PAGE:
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Recuperating manatees have been housed in a natural-looking pool behind Turtle Trek for years. Visitors walk down ramps to enter the attraction and once inside, they have floor-to-ceiling underwater viewing of the manatees. When visitors exit the attraction, they can observe the huge sea cows from the surface of the pools. On Wednesday – Manatee Appreciation Day – the sea cows could be seen gliding through the water and surfacing periodically to eat the lettuce a SeaWorld team member was tossing into the pool. (Manatees can stay underwater, but must come to surface to breathe because they are mammals.) There even were adorable baby manatees that had been orphaned in the pool.

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“All the manatees here at SeaWorld are rescued animals,” said John “J.P.” Peterson, supervisor of animal care at SeaWorld Orlando. “There’s a moratorium on breeding, so no one breeds manatees in captivity.”

The new Manatee Rehabilitation area connects the manatee pool outside Turtle Trek with two medical pools that have long been part of the Rescue Center. (Guests who pay an extra charge for a behind-the-scenes tour have been able to see the center, which previously included the pools. The cost for the tour is $29 for adults and $9 for children ages 3 to 9. The tour still exists, but the medical pools are open now to all regular SeaWorld visitors. For more about the behind-the-scenes tour, see my previous blog post.)

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“This new opportunity that our guests have actually allows them to not just see the manatees that are getting better and are almost ready to be returned, but we are allowing you to come back to our rehabilitation pools,” Peterson, who can be seen on ABC’s "Sea Rescue," said. “These animals might have come in a day ago or week ago or they might be a long-term-care animal that we’re having to work with. This allows our guests to come up and watch us work with them, understand them, and know the plight of these animals. Also, it shows what SeaWorld and the Manatee Rescue & Rehabilitation Partnership (MRP) are doing together to help these animals.”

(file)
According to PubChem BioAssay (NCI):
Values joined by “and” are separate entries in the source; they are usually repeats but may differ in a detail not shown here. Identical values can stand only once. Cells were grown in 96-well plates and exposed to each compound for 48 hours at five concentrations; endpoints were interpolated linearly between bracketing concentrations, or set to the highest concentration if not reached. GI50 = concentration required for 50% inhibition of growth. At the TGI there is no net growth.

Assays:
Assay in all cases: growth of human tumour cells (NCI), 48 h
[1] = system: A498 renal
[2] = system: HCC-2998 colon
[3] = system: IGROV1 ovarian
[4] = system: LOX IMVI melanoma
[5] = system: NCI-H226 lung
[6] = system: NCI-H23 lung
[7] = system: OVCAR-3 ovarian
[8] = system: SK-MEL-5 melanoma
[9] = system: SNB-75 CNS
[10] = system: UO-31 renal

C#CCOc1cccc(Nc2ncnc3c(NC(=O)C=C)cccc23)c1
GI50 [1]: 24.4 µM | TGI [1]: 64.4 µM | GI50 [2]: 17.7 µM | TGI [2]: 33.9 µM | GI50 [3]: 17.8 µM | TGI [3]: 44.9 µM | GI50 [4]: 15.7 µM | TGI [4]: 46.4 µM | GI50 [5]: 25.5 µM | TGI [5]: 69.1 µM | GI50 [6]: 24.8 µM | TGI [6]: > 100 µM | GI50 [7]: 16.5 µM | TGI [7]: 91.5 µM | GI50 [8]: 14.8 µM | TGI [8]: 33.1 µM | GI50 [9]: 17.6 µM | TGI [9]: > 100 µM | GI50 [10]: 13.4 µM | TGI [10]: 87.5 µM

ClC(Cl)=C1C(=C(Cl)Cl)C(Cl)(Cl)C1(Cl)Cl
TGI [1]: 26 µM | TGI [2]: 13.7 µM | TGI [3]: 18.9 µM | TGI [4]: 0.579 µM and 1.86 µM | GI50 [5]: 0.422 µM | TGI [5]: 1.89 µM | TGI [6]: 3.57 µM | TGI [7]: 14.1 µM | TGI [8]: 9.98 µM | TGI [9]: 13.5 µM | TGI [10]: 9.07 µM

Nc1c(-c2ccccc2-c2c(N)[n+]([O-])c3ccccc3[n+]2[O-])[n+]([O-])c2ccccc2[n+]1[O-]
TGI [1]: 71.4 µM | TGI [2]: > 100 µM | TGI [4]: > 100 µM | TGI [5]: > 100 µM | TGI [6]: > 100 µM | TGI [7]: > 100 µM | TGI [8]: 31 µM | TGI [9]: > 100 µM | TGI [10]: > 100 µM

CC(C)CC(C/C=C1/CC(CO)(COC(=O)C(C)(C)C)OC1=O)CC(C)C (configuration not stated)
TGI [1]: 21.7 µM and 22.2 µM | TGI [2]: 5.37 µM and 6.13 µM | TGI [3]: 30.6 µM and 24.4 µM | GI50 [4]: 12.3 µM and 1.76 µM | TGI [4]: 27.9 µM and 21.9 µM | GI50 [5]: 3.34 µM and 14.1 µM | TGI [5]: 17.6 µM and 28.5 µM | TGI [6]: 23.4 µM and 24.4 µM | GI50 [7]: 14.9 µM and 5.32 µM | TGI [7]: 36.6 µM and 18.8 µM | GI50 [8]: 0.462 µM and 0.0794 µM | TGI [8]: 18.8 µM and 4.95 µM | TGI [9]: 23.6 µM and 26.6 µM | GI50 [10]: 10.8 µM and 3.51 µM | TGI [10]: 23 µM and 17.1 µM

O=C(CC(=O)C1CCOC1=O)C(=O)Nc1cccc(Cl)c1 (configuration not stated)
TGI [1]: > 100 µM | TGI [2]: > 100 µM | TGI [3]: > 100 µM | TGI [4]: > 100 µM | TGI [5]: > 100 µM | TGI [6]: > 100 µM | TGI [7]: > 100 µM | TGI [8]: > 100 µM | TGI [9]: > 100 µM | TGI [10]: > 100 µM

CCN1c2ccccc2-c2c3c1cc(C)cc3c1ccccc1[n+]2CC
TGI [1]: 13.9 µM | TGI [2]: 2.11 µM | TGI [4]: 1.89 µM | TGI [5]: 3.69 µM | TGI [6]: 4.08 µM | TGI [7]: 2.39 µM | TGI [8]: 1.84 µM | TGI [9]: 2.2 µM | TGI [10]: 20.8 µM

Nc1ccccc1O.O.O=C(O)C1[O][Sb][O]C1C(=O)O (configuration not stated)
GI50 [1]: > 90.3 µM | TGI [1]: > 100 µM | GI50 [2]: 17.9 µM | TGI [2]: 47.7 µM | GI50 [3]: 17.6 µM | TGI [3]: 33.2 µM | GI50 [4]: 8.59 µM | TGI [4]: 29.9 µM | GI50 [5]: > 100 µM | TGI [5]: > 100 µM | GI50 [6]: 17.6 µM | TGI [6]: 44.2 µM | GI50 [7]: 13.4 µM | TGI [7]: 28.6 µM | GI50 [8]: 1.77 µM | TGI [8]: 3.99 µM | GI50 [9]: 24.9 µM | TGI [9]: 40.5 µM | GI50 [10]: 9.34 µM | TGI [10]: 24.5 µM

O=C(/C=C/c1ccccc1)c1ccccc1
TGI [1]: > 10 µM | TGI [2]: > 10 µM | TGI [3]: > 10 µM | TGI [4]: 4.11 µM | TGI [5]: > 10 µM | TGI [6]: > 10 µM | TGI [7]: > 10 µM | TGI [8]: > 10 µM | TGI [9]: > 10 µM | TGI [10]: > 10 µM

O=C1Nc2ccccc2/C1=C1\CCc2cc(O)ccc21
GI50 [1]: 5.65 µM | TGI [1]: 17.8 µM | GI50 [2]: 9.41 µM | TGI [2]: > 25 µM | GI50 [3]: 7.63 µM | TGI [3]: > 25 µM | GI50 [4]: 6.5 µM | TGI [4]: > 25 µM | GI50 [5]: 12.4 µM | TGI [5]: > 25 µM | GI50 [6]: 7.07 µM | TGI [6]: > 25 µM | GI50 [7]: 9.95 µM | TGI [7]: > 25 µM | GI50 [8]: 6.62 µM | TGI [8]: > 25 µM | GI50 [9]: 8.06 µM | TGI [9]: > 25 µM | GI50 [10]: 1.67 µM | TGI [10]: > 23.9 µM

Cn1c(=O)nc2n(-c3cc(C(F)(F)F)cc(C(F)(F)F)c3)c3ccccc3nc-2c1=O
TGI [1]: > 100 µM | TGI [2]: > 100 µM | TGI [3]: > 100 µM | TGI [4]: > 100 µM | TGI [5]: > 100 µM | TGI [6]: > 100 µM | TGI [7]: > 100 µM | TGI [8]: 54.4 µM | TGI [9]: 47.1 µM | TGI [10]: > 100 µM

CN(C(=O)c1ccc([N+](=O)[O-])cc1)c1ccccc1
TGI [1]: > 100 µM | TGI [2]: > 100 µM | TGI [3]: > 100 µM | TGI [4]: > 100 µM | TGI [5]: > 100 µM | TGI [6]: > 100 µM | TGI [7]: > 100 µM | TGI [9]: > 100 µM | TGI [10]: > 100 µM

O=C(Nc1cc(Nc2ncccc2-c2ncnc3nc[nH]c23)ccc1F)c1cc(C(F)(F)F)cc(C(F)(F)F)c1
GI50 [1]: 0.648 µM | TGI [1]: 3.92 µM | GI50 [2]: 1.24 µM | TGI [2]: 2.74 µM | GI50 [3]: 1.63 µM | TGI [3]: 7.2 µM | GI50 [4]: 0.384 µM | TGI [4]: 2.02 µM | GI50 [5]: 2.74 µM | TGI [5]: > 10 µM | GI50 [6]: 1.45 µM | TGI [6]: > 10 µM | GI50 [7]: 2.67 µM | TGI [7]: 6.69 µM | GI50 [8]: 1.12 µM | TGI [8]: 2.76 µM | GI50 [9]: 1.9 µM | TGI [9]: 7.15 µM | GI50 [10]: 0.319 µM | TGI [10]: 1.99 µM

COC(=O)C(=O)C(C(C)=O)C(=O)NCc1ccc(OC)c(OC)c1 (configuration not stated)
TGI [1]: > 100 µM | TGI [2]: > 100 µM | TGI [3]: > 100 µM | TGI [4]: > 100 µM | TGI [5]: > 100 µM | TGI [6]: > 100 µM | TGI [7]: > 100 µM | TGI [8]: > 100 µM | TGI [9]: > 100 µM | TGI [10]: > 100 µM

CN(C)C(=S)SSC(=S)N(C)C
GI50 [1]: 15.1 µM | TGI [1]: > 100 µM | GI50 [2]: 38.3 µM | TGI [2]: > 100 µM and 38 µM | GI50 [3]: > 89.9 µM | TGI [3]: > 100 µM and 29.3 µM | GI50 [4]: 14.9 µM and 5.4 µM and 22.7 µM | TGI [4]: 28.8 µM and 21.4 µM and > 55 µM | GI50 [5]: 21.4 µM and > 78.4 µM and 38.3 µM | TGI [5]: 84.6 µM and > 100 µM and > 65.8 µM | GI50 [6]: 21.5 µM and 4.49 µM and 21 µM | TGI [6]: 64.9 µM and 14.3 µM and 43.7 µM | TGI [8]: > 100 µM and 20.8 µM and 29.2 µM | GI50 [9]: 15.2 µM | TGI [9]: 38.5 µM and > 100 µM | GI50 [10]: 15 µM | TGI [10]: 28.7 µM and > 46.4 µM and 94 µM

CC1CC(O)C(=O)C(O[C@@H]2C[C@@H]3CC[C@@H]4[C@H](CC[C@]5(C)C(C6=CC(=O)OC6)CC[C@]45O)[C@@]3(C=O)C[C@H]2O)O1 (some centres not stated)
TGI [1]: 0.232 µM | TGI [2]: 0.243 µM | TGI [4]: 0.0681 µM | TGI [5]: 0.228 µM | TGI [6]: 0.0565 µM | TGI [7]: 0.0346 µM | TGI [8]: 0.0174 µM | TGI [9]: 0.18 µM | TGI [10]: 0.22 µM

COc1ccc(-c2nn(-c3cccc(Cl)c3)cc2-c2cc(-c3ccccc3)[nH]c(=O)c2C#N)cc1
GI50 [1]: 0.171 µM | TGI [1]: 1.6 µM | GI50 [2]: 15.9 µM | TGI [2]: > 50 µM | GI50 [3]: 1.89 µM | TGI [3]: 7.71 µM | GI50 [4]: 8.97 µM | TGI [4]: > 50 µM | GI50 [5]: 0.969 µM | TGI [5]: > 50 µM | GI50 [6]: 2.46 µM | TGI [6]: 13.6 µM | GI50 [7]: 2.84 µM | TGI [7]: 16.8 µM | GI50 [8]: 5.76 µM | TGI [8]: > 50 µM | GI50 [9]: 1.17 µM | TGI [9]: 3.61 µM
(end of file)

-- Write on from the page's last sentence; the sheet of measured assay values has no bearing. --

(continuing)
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Of the two rehabilitation pools, one has a false bottom, which allows the SeaWorld staff members to easily lower and raise the manatees for medical care. Right now, two manatees inhabit that pool: Trooper and TM1606.

“These manatees typically require a little more care. One in here has some signs of cold stress, which essentially is like hypothermia in humans. They become kind of lethargic, they might stop eating or get some infections,” said Mariana, who is with SeaWorld’s education team. “The other one, Trooper, wasn’t eating the way he should have so he lost a lot of weight. Because of that, we needed to monitor them more closely.”

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The new walkway and patio between the pools features displays that list dangers to manatees in the wild; solutions that all beachgoers and boaters can implement; and how to correctly dispose of fishing lines so they will not become a hazard to marine animals. There also are videos telling the stories of the rescued animals and even one of the park’s rescue vehicles used to transport injured animals is parked nearby.

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SeaWorld has rescued nine manatees so far this year and has returned 12, Peterson said. “Last year’s animals we were able to get out to warm areas during the cold seasons so they can learn their migration routes. The animals coming in this year, hopefully we can get them turned around and back out even quicker. Our entire goal is to rescue these animals, rehabilitate these animals and return them.”

DISCLAIMER: I was a guest of SeaWorld Orlando for the opening of its Manatee Rehabilitation area. My opinions are my own, and this did not influence my story.



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July 20, 2013

SeaWorld Orlando releases 4 rehabilitated manatees at Merritt Island National Wildlife Refuge

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On Thursday, my 8-year-old daughter and I felt like we had stepped onto the set of the television show "Sea Rescue" when we witnessed a SeaWorld Orlando team release four rehabilitated manatees into the wild.

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Although many people know that SeaWorld entertains and educates people through its theme parks, another goal of the company is to rescue and help ill, injured or orphaned marine animals. And that's where these special manatees come in. Three of the sea cows -- Pipsqueak, Nitty and Braille -- were rescued at different times last December after becoming trapped in a mosquito impound in the Merritt Island National Wildlife Refuge. They were suffering from mild cold stress, which is similar to frostbite in humans.